|Major Groups > Polypores > Stemmed, Pale-Fleshed > Albatrellus cristatus|
by Michael Kuo
Albatrellus cristatus is an attractive, large polypore found east of the Rocky Mountains under hardwoods. It grows terrestrially, rather than on wood, and can be recognized by its yellowish brown cap, its white to greenish yellow pore surface, its relatively central, single stem, and its nearly round spores.
Several other species are similar; see the comments below for help separating them.
Ecology: Assumed to be mycorrhizal; growing alone or scattered; terrestrial under hardwoods and occasionally under conifers; summer and fall; widely distributed east of the Rocky Mountains.
Cap: 5-20 cm across; circular or irregular in outline; loosely convex, flat, or irregular; dry; smooth or somewhat velvety or leathery, sometimes becoming cracked with age (but not scaly before this); yellowish to yellowish brown, sometimes with greenish shades; often bruising olive or greenish, especially near the margin.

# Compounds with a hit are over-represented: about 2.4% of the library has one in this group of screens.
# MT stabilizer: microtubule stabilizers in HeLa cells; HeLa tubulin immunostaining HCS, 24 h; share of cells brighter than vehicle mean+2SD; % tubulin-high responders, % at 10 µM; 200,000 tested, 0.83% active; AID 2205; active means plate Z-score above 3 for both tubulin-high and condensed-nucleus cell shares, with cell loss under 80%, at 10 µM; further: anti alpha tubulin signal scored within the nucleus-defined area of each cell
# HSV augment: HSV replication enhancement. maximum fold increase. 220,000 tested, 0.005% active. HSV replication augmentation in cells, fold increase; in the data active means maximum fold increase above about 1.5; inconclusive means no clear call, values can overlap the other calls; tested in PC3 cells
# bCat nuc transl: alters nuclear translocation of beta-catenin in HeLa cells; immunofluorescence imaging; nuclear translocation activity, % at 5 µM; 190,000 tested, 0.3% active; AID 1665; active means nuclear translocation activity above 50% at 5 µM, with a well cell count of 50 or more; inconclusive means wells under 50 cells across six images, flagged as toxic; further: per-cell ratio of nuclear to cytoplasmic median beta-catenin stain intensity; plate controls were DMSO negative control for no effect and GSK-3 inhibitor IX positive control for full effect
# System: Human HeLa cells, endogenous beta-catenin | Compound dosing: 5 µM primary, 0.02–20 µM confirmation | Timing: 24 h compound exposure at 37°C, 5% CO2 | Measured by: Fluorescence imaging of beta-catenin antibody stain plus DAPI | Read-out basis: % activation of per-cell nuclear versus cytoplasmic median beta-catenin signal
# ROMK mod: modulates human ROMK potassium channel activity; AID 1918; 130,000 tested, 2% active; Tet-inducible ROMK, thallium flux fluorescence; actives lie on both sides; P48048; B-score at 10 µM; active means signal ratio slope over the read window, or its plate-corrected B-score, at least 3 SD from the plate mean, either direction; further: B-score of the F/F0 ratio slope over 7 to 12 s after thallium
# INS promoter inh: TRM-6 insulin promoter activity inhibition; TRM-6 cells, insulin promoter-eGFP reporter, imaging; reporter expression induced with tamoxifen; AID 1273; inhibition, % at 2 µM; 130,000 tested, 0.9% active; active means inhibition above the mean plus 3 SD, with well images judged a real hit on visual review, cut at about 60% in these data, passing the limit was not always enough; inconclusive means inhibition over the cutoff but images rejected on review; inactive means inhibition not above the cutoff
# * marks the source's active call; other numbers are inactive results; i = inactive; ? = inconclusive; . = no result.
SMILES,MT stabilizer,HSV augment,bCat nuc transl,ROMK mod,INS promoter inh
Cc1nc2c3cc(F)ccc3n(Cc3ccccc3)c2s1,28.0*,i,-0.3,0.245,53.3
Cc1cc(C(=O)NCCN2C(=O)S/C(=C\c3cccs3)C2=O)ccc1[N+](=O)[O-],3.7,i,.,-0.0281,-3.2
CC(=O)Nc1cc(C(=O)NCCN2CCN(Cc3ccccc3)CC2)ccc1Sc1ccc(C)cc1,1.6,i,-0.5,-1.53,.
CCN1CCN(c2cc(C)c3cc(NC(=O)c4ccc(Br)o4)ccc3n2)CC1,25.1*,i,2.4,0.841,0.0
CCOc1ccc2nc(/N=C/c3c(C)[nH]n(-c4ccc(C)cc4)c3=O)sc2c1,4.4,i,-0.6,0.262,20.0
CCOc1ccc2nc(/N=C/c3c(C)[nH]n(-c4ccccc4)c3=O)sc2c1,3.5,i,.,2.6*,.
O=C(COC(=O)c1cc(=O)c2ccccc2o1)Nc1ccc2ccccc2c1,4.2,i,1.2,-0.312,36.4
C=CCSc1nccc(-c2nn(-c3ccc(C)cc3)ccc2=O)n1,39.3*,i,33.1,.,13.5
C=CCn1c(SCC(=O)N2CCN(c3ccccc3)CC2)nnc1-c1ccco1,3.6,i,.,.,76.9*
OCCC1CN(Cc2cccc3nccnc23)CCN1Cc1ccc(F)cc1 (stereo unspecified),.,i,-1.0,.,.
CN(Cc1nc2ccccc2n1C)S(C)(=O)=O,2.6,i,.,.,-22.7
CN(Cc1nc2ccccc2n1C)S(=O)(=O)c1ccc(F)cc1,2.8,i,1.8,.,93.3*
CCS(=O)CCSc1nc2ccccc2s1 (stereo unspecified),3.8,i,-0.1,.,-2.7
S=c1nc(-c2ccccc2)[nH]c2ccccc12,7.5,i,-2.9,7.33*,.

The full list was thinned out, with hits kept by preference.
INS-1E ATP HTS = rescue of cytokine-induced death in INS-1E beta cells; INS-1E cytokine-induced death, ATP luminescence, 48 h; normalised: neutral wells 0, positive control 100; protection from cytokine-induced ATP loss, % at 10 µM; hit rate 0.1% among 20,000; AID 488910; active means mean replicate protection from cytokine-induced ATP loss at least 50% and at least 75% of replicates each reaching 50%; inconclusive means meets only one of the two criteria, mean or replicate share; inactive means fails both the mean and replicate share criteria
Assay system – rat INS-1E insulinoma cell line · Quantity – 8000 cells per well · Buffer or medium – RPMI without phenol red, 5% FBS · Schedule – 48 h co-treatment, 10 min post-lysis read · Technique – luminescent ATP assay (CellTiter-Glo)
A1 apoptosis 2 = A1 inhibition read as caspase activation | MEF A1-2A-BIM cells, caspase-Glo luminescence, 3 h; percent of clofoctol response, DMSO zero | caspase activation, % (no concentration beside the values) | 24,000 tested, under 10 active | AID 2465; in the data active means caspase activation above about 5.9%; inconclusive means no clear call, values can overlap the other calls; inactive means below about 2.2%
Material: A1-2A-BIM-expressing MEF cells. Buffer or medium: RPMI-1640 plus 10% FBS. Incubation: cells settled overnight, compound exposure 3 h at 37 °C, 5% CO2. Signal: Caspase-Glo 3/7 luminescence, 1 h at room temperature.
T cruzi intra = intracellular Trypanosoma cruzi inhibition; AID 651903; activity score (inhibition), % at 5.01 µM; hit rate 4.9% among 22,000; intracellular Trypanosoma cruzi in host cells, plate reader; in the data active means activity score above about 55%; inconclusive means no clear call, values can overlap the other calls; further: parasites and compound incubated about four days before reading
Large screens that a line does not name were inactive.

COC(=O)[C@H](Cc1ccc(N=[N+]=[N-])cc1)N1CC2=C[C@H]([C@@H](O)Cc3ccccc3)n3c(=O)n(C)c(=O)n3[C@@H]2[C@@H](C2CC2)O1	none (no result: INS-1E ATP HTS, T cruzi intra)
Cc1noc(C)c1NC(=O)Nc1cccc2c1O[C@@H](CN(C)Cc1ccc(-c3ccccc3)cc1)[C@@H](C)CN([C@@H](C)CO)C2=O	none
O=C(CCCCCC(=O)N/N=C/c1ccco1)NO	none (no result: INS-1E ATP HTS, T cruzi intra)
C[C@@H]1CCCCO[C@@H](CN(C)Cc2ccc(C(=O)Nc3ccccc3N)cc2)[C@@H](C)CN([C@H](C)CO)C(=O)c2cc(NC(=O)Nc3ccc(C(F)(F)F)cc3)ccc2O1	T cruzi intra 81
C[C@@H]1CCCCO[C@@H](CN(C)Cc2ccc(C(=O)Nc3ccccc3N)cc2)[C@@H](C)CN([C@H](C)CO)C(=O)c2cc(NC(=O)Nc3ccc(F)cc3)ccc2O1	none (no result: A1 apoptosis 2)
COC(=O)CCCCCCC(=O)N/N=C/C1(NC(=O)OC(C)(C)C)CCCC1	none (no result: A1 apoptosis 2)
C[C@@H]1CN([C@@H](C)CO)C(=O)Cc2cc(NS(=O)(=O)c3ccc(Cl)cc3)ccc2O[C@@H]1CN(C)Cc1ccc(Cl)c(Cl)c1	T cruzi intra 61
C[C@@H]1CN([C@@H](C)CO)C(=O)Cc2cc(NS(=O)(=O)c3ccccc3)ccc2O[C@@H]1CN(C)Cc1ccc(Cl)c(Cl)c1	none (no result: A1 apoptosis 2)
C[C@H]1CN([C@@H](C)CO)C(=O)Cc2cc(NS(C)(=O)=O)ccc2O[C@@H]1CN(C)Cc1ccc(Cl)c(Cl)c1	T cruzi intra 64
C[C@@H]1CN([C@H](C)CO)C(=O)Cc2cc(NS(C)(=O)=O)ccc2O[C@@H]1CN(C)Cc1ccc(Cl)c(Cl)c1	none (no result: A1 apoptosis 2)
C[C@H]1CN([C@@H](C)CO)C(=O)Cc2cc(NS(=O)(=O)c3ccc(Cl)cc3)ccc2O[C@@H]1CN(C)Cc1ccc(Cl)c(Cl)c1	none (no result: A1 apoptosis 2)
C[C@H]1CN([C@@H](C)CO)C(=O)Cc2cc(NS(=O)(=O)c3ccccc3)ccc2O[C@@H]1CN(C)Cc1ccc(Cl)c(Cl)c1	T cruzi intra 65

Pore Surface: Descending the stem; white, or eventually greenish to yellowish; pores small (1-3 per mm) and angular; tubes 1-5 mm deep.
Stem: 3-6 cm long; 1-2.5 cm wide; central or somewhat off-center; yellowish; smooth; dry.
Flesh: White; olive to greenish around larval tunnels; sometimes slowly staining olive to greenish or even bluish on exposure; thick.
Chemical Reactions: Flesh slowly reddish with KOH.
Spore Print: White.
Microscopic Features: Spores 5-6 x 4-5 µ; smooth; round or nearly so. Clamp connections absent.
Polyporus cristatus is a former name.
REFERENCES: (Schaeffer, 1774) Kotlaba & Pouzar, 1957. (Persoon, 1801; Fries, 1821; Saccardo, 1888; Overholts, 1953; Smith, Smith & Weber, 1981; Arora, 1986; Gilbertson & Ryvarden, 1986; Lincoff, 1992; Roody, 2003; Binion et al., 2008.) Herb. Kuo 06120304, 07080704.
Albatrellus ellisii grows under conifers, has a yellower cap that is truly scaly (not merely cracked in age), and bruises and stains green more strongly. Though it is widely distributed, it is more common west of the Rocky Mountains. Its spores are elliptical, measuring 8-9 x 5-7 µ. Albatrellus pes-caprae, also found under conifers, has a brown or pinkish brown cap that is finely hairy or scaly, and large (> 1 mm) pores; it is apparently limited to the southeastern United States and the West Coast. Its spores are elliptical, measuring 8-11 x 5-6 µ.
Cite this page as:
Kuo, M. (2004, November). Albatrellus cristatus. Retrieved from the MushroomExpert.Com Web site: http://www.mushroomexpert.com/albatrellus_cristatus.html